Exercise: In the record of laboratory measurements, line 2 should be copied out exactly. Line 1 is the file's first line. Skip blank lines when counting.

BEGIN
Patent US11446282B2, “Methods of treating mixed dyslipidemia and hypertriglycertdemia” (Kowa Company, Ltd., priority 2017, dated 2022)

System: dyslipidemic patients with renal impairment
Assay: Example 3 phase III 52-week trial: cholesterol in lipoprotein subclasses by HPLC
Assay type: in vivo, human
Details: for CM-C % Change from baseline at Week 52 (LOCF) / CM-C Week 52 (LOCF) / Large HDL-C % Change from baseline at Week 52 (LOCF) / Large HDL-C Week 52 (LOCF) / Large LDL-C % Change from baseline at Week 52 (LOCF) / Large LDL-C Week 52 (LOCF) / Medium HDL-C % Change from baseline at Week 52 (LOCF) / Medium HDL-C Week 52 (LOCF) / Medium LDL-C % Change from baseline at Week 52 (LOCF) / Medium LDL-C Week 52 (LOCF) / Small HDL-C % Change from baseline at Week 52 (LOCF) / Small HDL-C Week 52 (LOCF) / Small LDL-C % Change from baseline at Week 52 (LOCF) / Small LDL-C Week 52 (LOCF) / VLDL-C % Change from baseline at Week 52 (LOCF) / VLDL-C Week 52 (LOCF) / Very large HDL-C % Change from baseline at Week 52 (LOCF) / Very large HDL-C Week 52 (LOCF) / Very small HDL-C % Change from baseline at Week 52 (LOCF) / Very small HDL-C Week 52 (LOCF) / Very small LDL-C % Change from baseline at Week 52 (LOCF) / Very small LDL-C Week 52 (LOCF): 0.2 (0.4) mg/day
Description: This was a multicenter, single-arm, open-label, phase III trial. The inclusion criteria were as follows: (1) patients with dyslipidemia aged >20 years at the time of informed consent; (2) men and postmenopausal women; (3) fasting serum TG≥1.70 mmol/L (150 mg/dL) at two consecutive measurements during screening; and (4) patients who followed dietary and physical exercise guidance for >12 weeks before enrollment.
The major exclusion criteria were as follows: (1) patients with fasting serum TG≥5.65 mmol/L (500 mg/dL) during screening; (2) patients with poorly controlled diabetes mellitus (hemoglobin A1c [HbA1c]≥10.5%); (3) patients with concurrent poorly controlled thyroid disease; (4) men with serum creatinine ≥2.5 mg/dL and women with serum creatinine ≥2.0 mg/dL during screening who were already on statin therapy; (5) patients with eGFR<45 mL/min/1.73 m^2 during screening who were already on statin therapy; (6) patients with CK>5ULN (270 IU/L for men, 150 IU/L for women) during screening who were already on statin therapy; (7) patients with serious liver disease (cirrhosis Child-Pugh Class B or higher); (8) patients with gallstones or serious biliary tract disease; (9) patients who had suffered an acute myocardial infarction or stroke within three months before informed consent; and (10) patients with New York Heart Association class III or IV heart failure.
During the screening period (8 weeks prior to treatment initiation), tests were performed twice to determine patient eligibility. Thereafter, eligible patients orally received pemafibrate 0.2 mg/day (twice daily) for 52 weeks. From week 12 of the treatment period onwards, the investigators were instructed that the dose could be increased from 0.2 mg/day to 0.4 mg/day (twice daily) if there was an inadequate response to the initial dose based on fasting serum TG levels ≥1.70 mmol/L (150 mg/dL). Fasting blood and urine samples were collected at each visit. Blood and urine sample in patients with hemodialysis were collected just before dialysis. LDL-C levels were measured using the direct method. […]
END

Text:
System: dyslipidemic patients with renal impairment